donderdag 12 september 2013

The Way to The Kingdom Sergio Larrain Photography

This week's book of the week pick comes from photographer, former writer of the influential 5B4 photobook blog and current TIME LightBox  contributor, Creative Director of errata editions and founder of the new 40x50 Editions site, Jeffrey Ladd. Ladd selected the self-titled Sergio Larrain published by Aperture/Thames and Hudson/Xavier Barral.

"Having been a self-proclaimed Sergio Larrain junkie for long while, I heard about and waited patiently for this book’s release date. I wondered if there would be images that haven’t been published before. I didn’t realize that 1/2 the book would be of images new to me - and the best part is, much of it is even better than the work I had known." -- Jeffrey Ladd

Sergio Larrain
Photographs by Sergio Larrain
Edited and with text by Agnès Sire Essay by Gonzalo Leiva Quijada
8 1/4 x 11 1/2 inches ca. 420 pages, 200 duotone photographs Clothbound 978-1-59711-259-8 October 2013 Designed by Xavier Barral 

A notoriously reclusive artist, Sergio Larrain has nonetheless become a touchstone for those who have come to know and love his work, including authors Roberto Bolaño and Julio Cortázar. Celebrated by Henri Cartier-Bresson, his contemporary and a co-founder of Magnum, Larrain’s experimental process yielded images that transformed the fixed nature of the medium. His images have left generations of viewers in awe of the simultaneous serenity and spontaneity that a camera can capture—when placed, that is, in the hands of an artist with such rare meditative passion. “A good image is born from a state of grace,” the artist once explained. Sergio Larrain, a selection of over two hundred images, rectifies Larrain’s omission from the canon of significant twentieth-century photographers, and combines his work in Latin America with photographs taken in Europe. Following a creatively fertile period in the 1950s and ’60s, Larrain put away his camera and devoted himself to the solitary pursuit of spiritual mysticism, a decision that further contributed to his reputation as a romantic, a “fatal personage,” in the words of Bolaño. Created with the encouragement of Larrain’s family, the book is sumptuously produced, designed by Xavier Barral, and edited by Agnès Sire, who enjoyed a long correspondence with the photographer and has worked with Magnum on preserving his photographic estate.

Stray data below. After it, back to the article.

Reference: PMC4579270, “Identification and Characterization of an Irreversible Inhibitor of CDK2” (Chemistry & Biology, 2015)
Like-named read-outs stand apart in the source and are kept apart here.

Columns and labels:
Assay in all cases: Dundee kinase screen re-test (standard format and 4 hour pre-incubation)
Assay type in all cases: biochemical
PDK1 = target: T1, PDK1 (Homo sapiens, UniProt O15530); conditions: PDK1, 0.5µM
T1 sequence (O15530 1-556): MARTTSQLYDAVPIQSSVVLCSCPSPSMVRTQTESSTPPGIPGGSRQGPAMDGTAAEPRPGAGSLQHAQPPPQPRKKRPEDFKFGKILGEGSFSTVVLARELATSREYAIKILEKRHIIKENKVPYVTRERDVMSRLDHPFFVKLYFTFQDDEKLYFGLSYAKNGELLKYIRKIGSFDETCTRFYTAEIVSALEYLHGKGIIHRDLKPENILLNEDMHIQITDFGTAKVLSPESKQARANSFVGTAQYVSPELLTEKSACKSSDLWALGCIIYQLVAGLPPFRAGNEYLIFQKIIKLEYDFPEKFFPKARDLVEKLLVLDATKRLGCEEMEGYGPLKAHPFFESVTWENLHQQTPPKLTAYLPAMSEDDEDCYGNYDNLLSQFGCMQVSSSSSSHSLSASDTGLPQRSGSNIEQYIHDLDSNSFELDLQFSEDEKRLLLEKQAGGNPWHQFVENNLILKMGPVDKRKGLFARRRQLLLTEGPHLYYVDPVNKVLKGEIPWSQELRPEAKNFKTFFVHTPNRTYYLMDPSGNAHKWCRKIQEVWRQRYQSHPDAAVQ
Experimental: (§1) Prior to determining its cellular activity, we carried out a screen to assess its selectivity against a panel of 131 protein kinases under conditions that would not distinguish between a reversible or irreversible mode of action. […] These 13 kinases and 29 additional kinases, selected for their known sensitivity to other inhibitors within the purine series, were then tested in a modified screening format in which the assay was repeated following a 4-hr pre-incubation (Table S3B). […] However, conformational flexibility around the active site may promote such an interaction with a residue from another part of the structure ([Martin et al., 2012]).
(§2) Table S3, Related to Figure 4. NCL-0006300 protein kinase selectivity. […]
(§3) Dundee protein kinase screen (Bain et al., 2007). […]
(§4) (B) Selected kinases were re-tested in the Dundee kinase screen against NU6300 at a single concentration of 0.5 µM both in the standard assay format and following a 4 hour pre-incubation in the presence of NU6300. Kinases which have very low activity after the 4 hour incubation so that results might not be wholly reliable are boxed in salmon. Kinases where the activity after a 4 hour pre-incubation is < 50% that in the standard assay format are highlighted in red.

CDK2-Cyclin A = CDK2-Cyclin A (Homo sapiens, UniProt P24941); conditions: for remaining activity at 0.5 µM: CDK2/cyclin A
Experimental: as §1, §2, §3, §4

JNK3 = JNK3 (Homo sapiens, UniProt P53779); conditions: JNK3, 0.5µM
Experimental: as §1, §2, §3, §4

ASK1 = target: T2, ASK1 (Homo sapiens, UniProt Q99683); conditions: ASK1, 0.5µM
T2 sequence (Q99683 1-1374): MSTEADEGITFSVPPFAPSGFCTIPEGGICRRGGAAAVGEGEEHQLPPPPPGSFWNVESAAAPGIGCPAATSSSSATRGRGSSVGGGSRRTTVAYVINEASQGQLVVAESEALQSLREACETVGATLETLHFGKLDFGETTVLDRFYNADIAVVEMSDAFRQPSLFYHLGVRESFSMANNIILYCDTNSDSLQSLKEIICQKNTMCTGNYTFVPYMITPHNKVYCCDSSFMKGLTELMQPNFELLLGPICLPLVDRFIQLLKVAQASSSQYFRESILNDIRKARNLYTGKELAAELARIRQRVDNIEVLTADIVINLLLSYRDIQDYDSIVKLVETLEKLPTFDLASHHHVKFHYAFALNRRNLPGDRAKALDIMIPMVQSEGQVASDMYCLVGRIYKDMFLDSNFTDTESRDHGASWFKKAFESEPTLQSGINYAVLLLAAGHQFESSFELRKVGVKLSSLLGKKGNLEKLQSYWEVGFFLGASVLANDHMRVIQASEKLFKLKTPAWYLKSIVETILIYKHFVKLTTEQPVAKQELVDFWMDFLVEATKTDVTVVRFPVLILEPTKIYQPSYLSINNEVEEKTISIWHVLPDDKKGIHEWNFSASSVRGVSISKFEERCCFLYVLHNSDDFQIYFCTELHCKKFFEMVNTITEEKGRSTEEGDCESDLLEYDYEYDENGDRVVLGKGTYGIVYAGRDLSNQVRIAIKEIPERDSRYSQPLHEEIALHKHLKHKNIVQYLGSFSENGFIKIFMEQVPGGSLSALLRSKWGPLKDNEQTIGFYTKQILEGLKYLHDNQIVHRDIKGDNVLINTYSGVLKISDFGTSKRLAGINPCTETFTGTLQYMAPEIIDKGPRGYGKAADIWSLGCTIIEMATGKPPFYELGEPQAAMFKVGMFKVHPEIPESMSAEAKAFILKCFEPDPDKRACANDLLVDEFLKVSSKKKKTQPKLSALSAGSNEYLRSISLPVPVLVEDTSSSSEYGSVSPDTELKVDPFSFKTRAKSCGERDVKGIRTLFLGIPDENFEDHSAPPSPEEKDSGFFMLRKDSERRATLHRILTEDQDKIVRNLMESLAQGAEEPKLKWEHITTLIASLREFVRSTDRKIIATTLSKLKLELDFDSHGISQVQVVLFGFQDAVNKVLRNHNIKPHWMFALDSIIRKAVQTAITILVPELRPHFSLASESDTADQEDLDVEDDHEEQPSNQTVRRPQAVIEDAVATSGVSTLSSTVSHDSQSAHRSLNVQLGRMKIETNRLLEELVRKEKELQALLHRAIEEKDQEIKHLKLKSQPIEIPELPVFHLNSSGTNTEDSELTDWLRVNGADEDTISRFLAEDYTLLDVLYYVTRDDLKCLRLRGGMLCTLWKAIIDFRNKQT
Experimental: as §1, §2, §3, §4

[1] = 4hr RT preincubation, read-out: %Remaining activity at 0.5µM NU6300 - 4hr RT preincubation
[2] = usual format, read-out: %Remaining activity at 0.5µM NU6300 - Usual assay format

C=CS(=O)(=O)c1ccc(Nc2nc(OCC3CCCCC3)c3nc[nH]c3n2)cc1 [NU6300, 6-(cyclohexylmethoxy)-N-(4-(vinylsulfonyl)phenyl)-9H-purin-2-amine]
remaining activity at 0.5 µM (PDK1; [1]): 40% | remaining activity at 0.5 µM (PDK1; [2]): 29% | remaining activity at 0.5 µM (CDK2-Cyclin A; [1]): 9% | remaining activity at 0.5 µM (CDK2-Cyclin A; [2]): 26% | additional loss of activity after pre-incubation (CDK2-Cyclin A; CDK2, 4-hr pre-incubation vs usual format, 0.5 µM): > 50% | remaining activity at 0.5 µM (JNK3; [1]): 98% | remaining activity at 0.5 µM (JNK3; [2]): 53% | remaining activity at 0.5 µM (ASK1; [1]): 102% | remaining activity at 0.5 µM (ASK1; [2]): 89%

Sergio Larrain (1931–2012, born in Valparaiso, Chile) grew up in Chile, but left at age eighteen to study at the University of California, Berkeley. Upon his return he began taking photographs in the streets of Santiago and Valparaiso; the early purchase of two images by the Museum of Modern Art, New York, reassured him in his chosen profession. Impressed by Henri Cartier-Bresson’s photographs, Larrain presented the photographer his work on los abandonados (street children in Santiago) during a trip to Europe. Cartier-Bresson then invited Larrain to join Magnum in 1960; around this time he also began what would become a legendary project on Valparaiso with a text by poet Pablo Neruda. Unsure if he was suited to working for the press, Larrain retreated to the Chilean countryside and dedicated himself to yoga, meditation, and drawing until his death in February 2012.
After earning a Ph.D. in philosophy and aesthetics, Agnès Sire (editor) worked at Galerie Alexandre Iolas in Paris before joining Magnum Photos as an art director. In 2004, she became director of the Fondation Henri Cartier-Bresson, where she also oversees exhibitions and publications. She instigated the publication of Sergio Larrain’s works Valparaiso (1991) and London 1958–59 (1998), and was an associate curator of the photographer’s exhibition at Instituto Valenciano de Arte Moderno in Valencia, Spain.